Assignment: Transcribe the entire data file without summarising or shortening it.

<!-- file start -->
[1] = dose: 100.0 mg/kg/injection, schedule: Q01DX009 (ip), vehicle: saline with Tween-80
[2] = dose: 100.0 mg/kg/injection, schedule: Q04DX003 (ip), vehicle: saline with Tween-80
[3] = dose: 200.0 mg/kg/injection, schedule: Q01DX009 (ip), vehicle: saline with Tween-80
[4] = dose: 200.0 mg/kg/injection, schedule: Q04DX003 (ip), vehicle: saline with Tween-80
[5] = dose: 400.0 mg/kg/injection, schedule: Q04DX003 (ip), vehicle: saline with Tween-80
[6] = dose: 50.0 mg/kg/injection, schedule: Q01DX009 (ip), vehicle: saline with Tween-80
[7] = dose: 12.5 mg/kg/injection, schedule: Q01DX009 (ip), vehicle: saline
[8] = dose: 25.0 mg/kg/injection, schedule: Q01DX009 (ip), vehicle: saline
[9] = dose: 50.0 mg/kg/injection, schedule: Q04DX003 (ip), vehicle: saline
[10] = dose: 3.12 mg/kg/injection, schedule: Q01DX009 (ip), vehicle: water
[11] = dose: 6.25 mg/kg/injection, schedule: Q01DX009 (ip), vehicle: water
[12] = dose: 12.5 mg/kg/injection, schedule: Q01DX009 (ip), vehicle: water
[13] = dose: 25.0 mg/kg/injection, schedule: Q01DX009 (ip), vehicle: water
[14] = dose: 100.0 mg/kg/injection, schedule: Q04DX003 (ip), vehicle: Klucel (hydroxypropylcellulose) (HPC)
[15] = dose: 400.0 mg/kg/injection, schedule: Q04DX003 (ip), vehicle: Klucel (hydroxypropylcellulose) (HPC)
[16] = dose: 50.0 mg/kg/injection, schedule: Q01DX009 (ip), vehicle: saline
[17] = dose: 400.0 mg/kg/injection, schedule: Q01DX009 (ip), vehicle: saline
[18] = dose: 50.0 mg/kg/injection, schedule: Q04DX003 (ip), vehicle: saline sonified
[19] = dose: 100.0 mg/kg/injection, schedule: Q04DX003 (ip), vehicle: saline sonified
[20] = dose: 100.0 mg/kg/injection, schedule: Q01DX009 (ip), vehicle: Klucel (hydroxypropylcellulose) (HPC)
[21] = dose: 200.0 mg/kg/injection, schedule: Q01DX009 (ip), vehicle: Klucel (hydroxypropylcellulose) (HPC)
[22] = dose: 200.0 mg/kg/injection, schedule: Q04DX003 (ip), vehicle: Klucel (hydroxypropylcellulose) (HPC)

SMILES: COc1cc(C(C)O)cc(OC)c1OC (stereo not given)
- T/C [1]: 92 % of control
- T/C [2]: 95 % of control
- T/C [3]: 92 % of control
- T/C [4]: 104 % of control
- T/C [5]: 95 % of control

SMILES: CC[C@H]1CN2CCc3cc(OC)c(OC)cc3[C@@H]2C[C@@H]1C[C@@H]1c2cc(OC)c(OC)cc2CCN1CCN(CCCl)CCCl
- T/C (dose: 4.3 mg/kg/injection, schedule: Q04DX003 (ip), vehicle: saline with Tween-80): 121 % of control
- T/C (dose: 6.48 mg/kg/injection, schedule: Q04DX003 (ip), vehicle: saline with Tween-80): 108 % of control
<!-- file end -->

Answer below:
[1] = dose: 100.0 mg/kg/injection, schedule: Q01DX009 (ip), vehicle: saline with Tween-80
[2] = dose: 100.0 mg/kg/injection, schedule: Q04DX003 (ip), vehicle: saline with Tween-80
[3] = dose: 200.0 mg/kg/injection, schedule: Q01DX009 (ip), vehicle: saline with Tween-80
[4] = dose: 200.0 mg/kg/injection, schedule: Q04DX003 (ip), vehicle: saline with Tween-80
[5] = dose: 400.0 mg/kg/injection, schedule: Q04DX003 (ip), vehicle: saline with Tween-80
[6] = dose: 50.0 mg/kg/injection, schedule: Q01DX009 (ip), vehicle: saline with Tween-80
[7] = dose: 12.5 mg/kg/injection, schedule: Q01DX009 (ip), vehicle: saline
[8] = dose: 25.0 mg/kg/injection, schedule: Q01DX009 (ip), vehicle: saline
[9] = dose: 50.0 mg/kg/injection, schedule: Q04DX003 (ip), vehicle: saline
[10] = dose: 3.12 mg/kg/injection, schedule: Q01DX009 (ip), vehicle: water
[11] = dose: 6.25 mg/kg/injection, schedule: Q01DX009 (ip), vehicle: water
[12] = dose: 12.5 mg/kg/injection, schedule: Q01DX009 (ip), vehicle: water
[13] = dose: 25.0 mg/kg/injection, schedule: Q01DX009 (ip), vehicle: water
[14] = dose: 100.0 mg/kg/injection, schedule: Q04DX003 (ip), vehicle: Klucel (hydroxypropylcellulose) (HPC)
[15] = dose: 400.0 mg/kg/injection, schedule: Q04DX003 (ip), vehicle: Klucel (hydroxypropylcellulose) (HPC)
[16] = dose: 50.0 mg/kg/injection, schedule: Q01DX009 (ip), vehicle: saline
[17] = dose: 400.0 mg/kg/injection, schedule: Q01DX009 (ip), vehicle: saline
[18] = dose: 50.0 mg/kg/injection, schedule: Q04DX003 (ip), vehicle: saline sonified
[19] = dose: 100.0 mg/kg/injection, schedule: Q04DX003 (ip), vehicle: saline sonified
[20] = dose: 100.0 mg/kg/injection, schedule: Q01DX009 (ip), vehicle: Klucel (hydroxypropylcellulose) (HPC)
[21] = dose: 200.0 mg/kg/injection, schedule: Q01DX009 (ip), vehicle: Klucel (hydroxypropylcellulose) (HPC)
[22] = dose: 200.0 mg/kg/injection, schedule: Q04DX003 (ip), vehicle: Klucel (hydroxypropylcellulose) (HPC)

SMILES: COc1cc(C(C)O)cc(OC)c1OC (stereo not given)
- T/C [1]: 92 % of control
- T/C [2]: 95 % of control
- T/C [3]: 92 % of control
- T/C [4]: 104 % of control
- T/C [5]: 95 % of control

SMILES: CC[C@H]1CN2CCc3cc(OC)c(OC)cc3[C@@H]2C[C@@H]1C[C@@H]1c2cc(OC)c(OC)cc2CCN1CCN(CCCl)CCCl
- T/C (dose: 4.3 mg/kg/injection, schedule: Q04DX003 (ip), vehicle: saline with Tween-80): 121 % of control
- T/C (dose: 6.48 mg/kg/injection, schedule: Q04DX003 (ip), vehicle: saline with Tween-80): 108 % of control